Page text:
Academic journal article Genetics

A Novel Recombination Pathway Initiated by the Mre11/Rad50/Nbs1 Complex Eliminates Palindromes during Meiosis in Schizosaccharomyces Pombe

Academic journal article Genetics

A Novel Recombination Pathway Initiated by the Mre11/Rad50/Nbs1 Complex Eliminates Palindromes during Meiosis in Schizosaccharomyces Pombe

Article excerpt


DNA palindromes are rare in humans but are associated with meiosis-specific translocations. The conserved Mre11/Rad50/Nbs1 (MRN) complex is likely directly involved in processing palindromes through the homologous recombination pathway of DNA repair. Using the fission yeast Schizosaccharomyces pombe as a model system, we show that a 160-bp palindrome (M-pa1) is a meiotic recombination hotspot and is preferentially eliminated by gene conversion. Importantly, this hotspot depends on the MRN complex for full activity and reveals a new pathway for generating meiotic DNA double-strand breaks (DSBs), separately from the Rec12 (ortholog of Spo11) pathway. We show that MRN-dependent DSBs are formed at or near the M-pa1 in vivo, and in contrast to the Rec12-dependent breaks, they appear early, during premeiotic replication. Analysis of mm mutants indicates that the early DSBs are generated by the MRN nuclease activity, demonstrating the previously hypothesized MRN-dependent breakage of hairpins during replication. Our studies provide a genetic and physical basis for frequent translocations between palindromes in human meiosis and identify a conserved meiotic process that constantly selects against palindromes in eukaryotic genomes.

MEIOSIS, the hallmark of sexual reproduction, allows eukaryotes to transmit through their germline all the genetic characteristics of the species to the next generation. In most species, meiosis is characterized by a high level of homologous recombination during prophase of the first meiotic division. Meiotic recombination creates new combinations of alleles, thereby increasing genetic diversity, and also generates the connection between homologs that allows their proper alignment and segregation by the meiotic spindle. Cells undergoing the meiotic program must therefore allow genome-wide recombination yet at the same time keep this recombination under control to avoid deleterious outcomes such as ectopic recombination and translocations. Cells have solved this problem by allowing recombination to happen in a timely and spatially defined manner after premeiotic DNA replication, when the recombining homologs are closely juxtaposed or synapsed (ROEDER 1997).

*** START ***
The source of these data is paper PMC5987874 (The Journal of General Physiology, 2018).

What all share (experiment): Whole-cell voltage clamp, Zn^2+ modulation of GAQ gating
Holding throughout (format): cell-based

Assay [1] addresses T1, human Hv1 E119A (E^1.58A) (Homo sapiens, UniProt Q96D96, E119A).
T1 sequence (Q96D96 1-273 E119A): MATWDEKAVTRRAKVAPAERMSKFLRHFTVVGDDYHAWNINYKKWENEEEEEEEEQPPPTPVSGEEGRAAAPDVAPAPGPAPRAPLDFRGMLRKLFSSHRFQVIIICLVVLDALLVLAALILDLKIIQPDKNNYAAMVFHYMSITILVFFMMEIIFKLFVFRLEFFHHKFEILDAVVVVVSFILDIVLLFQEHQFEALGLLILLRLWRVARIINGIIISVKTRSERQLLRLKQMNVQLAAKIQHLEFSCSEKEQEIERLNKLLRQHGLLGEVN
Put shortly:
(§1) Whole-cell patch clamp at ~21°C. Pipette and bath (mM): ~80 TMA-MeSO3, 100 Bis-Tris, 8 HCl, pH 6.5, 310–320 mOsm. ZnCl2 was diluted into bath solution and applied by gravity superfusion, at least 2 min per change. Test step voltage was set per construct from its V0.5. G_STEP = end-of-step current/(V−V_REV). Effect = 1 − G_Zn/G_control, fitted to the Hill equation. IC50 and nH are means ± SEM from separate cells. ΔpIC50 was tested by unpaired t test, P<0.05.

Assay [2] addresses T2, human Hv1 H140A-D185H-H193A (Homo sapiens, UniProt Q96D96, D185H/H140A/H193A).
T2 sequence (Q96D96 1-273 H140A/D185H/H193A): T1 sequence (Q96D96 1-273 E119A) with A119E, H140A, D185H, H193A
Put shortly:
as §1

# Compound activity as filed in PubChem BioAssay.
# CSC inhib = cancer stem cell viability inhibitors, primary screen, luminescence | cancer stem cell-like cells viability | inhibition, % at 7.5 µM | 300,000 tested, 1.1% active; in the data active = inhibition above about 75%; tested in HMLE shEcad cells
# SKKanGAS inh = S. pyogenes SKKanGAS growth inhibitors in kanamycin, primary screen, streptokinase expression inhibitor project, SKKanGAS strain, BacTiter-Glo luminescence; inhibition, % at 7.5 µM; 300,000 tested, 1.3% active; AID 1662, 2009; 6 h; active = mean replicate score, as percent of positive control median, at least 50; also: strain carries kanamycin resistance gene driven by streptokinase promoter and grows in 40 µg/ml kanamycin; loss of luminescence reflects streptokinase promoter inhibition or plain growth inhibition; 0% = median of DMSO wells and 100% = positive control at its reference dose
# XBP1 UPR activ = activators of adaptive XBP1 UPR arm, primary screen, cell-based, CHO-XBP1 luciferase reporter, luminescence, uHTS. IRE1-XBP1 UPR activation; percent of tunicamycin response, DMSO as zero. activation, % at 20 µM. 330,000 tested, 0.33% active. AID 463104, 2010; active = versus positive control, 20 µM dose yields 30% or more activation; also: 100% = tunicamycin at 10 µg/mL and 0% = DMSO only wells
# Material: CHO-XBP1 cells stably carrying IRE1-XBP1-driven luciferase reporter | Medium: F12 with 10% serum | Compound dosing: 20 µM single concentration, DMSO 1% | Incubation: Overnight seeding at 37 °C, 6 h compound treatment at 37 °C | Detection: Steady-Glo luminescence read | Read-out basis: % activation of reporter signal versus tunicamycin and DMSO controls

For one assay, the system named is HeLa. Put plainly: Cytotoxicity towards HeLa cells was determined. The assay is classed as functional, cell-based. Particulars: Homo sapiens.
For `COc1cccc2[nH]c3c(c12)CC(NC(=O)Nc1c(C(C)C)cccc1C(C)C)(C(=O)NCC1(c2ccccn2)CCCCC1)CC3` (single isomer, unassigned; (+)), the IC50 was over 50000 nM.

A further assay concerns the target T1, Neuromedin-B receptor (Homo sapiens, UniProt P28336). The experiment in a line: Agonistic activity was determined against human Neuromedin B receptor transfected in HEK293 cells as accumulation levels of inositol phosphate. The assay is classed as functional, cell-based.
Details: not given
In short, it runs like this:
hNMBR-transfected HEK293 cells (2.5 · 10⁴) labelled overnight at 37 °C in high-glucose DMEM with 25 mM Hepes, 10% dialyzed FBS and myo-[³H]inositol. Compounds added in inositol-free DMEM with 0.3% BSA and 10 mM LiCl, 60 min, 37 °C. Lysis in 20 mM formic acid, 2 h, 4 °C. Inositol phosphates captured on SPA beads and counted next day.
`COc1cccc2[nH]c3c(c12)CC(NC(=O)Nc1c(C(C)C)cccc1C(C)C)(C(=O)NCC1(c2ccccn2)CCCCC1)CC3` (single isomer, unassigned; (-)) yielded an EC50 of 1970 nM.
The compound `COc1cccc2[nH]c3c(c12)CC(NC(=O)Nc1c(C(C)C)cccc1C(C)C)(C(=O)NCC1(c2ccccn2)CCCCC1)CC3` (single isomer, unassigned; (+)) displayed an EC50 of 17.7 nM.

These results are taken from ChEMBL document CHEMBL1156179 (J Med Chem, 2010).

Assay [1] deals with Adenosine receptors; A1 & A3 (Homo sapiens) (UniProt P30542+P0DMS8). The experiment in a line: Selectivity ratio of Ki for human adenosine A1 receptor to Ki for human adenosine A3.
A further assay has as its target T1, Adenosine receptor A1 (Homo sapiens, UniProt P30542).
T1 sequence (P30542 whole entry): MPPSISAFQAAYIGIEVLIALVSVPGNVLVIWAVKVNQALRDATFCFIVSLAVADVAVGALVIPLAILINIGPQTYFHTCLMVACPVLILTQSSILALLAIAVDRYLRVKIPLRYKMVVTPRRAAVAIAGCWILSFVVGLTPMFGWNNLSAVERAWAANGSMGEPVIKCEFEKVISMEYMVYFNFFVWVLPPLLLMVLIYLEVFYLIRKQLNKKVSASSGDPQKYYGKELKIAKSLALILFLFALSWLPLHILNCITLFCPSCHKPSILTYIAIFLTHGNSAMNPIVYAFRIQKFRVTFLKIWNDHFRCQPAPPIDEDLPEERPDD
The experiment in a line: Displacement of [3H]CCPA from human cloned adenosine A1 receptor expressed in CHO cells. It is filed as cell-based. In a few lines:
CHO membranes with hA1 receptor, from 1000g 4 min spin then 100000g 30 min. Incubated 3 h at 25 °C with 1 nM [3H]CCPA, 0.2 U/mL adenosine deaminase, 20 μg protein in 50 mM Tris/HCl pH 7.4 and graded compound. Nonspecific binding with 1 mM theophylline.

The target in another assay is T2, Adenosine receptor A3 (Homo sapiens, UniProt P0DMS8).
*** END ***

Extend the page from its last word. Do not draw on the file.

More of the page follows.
Recombination is stimulated by lesions in DNA. Accidental DNA lesions can be introduced into the genome from exogenous sources, such as exposure to UV and ionizing radiation or radiomimetic chemicals, or from endogenous sources, such as free radicals generated during normal cellular metabolism. These lesions threaten genome integrity but can be repaired with efficiencies that depend on the stage of the cell cycle during which they happen (LEE et al. 1997). Much more dangerous to cells are genomic DNA elements that can adopt secondary structures and be cleaved by nucleases. Such elements can be faithfully repaired by recombination with a sister or a homolog. But they can also be hotspots of DNA breakage with a high potential to recombine with ectopic sequences and thereby generate translocations. This may be one reason why DNA palindromes are underrepresented in genomes, including that of humans (LOBACHEV et al. 2000).

Cells have protein complexes to deal with such deleterious DNA elements. The best studied of these complexes is the Mrell/Rad50/Nbsl (MRN) complex (in Saccharomyces cerevisiaeXrsZ replaces Nbsl and the complex is denoted MRX). This complex is conserved from bacteriophages to mammals and is involved in many aspects of DNA metabolism (HABER 1998). The MRN complex associates with S-phase chromatin and is required for the intra-S-phase checkpoint (D'AMOURS and JACKSON 2001; MASER et al 2001; CHAHWAN et al 2003). Xenopus extracts depleted of Mre11 accumulate double-strand breaks (DSBs) during DNA replication (COSTANZO et al. 2001). This accumulation of DSBs may be the basis of MRN being essential in vertebrates (Luo et al. 1999; ZHU et al. 2001).

The involvement of the MRN complex in palindrome elimination is revealed by both in vitro and in vivo studies. …

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